“Knowing is better than wondering. Waking is better than sleeping, and even the biggest failure, even the worst, beats the hell out of never trying.”
- Dr. Meredith Grey, Grey’s Anatomy
What Dr. Grey recognized in the season 1 finale is that if we don’t try, we do not know what is possible, and we don’t obtain the learnings from it. But too often in our careers, we let fear of failure prevent us from moving forward. We pretend that it is protecting us and reducing our risk, but we allow fear to stall us. If fear is holding you back, here are some tips for moving forward:
Tip 1: Change Your Mindset
You need to change your mindset from a fear mindset to a growth mindset. That is appreciating the benefits of letting go of your fears and of their perfectionism.
My client, “Jane,” keeps a list next to her computer of the benefits of letting go of her fear and embracing new situations. That list includes growing as a leader, improving her skills, increasing efficiencies, and enhancing her professional profile and network. She has tackled new projects, received accolades, and improved her performance reviews by doing this and celebrating taking small steps to step into the fear. This reminds her daily to lean into what she was avoiding.
You need to understand that fear is not helping you and is harming you. In fact, Jane’s manager told her she was not promotable because she was not taking on larger projects. When Jane dug in, she realized she had been avoiding these projects out of fear of failure, and she knew this fear was not helping her — it was holding her back. Now that she has worked on this fear, she is on the promotion list.
Tip 2: Recognize Fear
You need to recognize when fear of failure appears in your inner thoughts. This is not always easy. Fear of failure often disguises itself as a rationale reason. For example, you may think: “I would take on that new project, but given my heavy workload — I could not possibly do an excellent job on this.”
You cannot conquer any fear until you can identify when it shows up for you. One of my clients, “Mary” had trouble distinguishing between wanting high-quality work and fear. Mary asked allies to help her identify situations where fear was holding her back. Knowing when fear appeared for her — allowed her to develop more effective strategies for conquering it.
Tip 3: Stop Over Analyzing
Fear is often all we can focus on when faced with opportunities to try new things. We become ruminators who have difficulty letting go of negative thoughts.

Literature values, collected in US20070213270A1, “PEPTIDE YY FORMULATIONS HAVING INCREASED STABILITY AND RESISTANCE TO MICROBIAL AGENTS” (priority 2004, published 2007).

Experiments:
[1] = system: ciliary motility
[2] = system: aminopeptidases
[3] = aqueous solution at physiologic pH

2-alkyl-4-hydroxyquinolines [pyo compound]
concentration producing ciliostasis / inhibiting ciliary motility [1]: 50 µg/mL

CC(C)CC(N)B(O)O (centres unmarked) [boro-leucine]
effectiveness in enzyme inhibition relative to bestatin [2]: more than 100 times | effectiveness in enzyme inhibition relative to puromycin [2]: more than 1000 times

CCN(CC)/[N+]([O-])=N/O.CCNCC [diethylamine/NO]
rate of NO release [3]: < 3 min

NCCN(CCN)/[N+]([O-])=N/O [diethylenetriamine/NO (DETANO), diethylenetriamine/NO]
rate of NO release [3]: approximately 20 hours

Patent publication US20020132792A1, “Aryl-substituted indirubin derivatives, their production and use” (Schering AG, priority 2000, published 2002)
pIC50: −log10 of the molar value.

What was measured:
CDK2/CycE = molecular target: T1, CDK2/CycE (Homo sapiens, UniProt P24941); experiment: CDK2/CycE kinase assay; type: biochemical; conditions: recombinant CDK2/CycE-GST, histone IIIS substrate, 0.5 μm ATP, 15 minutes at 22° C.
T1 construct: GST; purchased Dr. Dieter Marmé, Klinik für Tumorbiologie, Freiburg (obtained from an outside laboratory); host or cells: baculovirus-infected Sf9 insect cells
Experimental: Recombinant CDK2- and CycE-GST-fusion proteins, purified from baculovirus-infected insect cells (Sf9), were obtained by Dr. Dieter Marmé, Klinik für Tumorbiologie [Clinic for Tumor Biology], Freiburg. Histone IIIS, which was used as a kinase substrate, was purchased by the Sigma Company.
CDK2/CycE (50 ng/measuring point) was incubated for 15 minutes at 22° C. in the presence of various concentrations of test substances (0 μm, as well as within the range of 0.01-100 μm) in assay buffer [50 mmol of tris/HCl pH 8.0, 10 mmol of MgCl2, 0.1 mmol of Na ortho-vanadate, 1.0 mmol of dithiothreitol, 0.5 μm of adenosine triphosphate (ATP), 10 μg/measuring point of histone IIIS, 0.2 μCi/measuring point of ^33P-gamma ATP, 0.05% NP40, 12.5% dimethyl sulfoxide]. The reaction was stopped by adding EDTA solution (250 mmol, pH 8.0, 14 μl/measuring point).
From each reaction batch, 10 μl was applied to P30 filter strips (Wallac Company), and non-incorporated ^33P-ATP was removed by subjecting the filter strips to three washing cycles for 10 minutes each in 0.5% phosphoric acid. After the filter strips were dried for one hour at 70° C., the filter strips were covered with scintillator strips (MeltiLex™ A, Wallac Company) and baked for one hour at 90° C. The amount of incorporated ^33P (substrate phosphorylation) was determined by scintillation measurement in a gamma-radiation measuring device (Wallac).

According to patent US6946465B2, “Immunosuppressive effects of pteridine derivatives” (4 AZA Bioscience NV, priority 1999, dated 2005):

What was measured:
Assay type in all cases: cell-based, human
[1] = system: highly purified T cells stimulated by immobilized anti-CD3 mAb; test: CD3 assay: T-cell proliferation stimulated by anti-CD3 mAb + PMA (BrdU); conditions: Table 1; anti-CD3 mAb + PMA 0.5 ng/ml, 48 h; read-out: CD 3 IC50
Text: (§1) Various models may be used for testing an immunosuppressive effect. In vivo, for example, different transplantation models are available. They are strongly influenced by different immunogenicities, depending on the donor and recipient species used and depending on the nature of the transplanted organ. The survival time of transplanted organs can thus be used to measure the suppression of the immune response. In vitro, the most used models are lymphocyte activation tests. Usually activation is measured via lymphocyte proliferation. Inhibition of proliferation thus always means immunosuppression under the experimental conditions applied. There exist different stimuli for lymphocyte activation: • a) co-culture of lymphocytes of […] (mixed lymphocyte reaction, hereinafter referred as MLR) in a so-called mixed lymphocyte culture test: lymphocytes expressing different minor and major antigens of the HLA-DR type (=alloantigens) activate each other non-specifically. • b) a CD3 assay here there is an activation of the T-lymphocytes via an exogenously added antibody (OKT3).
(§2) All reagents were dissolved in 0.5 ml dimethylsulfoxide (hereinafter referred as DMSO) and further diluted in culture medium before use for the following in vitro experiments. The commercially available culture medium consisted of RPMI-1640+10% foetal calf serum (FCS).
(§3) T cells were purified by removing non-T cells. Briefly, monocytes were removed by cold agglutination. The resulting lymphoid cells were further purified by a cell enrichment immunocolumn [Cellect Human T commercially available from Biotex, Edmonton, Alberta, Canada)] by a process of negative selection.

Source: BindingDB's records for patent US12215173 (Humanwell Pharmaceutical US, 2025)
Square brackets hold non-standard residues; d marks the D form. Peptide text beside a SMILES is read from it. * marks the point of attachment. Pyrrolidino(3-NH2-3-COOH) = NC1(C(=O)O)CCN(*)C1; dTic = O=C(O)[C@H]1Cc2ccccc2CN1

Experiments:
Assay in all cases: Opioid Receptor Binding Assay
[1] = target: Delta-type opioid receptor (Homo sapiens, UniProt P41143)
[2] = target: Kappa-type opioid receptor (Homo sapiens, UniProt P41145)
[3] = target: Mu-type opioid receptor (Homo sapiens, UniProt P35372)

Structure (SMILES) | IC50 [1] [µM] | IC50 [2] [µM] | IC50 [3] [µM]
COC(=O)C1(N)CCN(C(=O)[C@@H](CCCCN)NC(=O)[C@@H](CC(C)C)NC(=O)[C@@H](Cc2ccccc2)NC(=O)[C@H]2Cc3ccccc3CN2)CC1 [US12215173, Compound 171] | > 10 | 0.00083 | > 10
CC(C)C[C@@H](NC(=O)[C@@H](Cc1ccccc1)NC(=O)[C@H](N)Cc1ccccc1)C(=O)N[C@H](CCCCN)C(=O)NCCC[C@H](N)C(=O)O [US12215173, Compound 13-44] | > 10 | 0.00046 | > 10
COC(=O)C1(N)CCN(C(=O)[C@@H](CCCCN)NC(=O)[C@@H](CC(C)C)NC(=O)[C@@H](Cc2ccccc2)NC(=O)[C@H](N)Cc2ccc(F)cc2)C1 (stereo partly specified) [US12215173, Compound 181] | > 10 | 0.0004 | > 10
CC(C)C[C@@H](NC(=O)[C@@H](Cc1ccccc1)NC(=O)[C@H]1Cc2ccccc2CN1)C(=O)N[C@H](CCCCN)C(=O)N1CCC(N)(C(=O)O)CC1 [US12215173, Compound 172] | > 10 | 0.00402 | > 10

You need to develop a process for breaking up these unhelpful thoughts. Some ways to do this are:
- Leveraging mindfulness techniques
- Concentrating intensely on something else, whether the ridges of your fingers or staring at a project.
- Writing down the negative thoughts and either crossing them out or ripping them up.
- Visualization — imagine you are somewhere else and doing something out there. My client, “Sam,” pictures herself looking at the waves at the beach to stop her from staying on the hamster wheel. She then can assess the situation more effectively.
Tip 4: Reframe
You want to change the narrative. To start with, if you are thinking, “There is no way I will succeed on this with this budget, and I will be fired,” you can reframe it to say:
“My fear is saying that I can’t succeed without more budget, which is not true. Fear also says my manager will fire me, and clearly that will not happen. My management chose me because of my talents, and I will succeed, and even if I don’t, I am so valued I will maintain my position.”
Next, consider what fear costs you and the benefits of letting it go in these circumstances. When doing this, it is best to look at the big picture of the project and not focus on just your aspect of the assignment.
You also want to put yourself in control when you reframe. For example:
“My fear is telling me not to take on this assignment because I have not done it before, and the leader of that organization is a real stickler for thoughtful work. But I know that by taking this assignment, I will grow my skills and have the opportunity to develop a new sponsor, as well as new skills.”
Some clients write down the benefits of each specific situation to help them reframe and let go of their fears.
Tip 5: Be Your Best Leader
Finally, when you see the fear of failure rearing its ugly head, think about how you want others to view you as a leader. Do you want to be seen as someone who cannot tackle new experiences or challenges or an innovative leader who engages teams and brings about significant positive change? Picture that inner leader and then decide to act like that leader consciously.
When I feel fear creeping up, I picture myself as Miranda Priestly from The Devil Wears Prada, who is fearless. This visioning puts me in the right mindset to take on any challenge and quash any fears.
By conquering fear, you will move forward — it may not always look like success, but it is because fear failed to keep you in place. Remember that Dr. Grey also said: “Progress looks like a bunch of failures.” Don’t let fear stop that progress.
Want to learn more about how to become the in-house leader you are meant to be?
Check out Sheila's 10 Tips for In-House Counsel Struggling to Advance.
In this guide, Sheila shares her time-tested tips for in-house counsel to release fear, jump-start your career, and propel towards promotion.